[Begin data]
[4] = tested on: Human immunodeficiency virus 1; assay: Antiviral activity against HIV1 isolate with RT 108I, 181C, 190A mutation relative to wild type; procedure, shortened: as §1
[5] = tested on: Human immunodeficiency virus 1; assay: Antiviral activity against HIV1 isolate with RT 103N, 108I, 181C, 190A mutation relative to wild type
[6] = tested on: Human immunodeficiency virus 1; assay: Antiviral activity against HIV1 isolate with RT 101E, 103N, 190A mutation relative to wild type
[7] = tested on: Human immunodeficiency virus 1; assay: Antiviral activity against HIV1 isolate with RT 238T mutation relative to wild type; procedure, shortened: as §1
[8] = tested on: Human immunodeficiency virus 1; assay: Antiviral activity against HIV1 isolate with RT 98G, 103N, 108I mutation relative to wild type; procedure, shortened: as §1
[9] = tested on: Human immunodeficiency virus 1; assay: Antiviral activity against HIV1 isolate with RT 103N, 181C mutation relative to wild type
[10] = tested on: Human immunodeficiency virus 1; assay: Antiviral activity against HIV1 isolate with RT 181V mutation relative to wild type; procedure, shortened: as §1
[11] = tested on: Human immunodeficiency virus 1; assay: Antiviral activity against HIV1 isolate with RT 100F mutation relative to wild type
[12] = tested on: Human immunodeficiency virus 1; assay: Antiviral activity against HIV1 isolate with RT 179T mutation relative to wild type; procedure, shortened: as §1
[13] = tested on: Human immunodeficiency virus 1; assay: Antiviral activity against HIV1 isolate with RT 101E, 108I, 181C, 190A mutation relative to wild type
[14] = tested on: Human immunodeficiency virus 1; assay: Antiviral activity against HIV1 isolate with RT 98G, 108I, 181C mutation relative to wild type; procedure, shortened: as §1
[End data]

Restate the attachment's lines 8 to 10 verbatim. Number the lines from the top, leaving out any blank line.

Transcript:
[11] = tested on: Human immunodeficiency virus 1; assay: Antiviral activity against HIV1 isolate with RT 100F mutation relative to wild type
[12] = tested on: Human immunodeficiency virus 1; assay: Antiviral activity against HIV1 isolate with RT 179T mutation relative to wild type; procedure, shortened: as §1
[13] = tested on: Human immunodeficiency virus 1; assay: Antiviral activity against HIV1 isolate with RT 101E, 108I, 181C, 190A mutation relative to wild type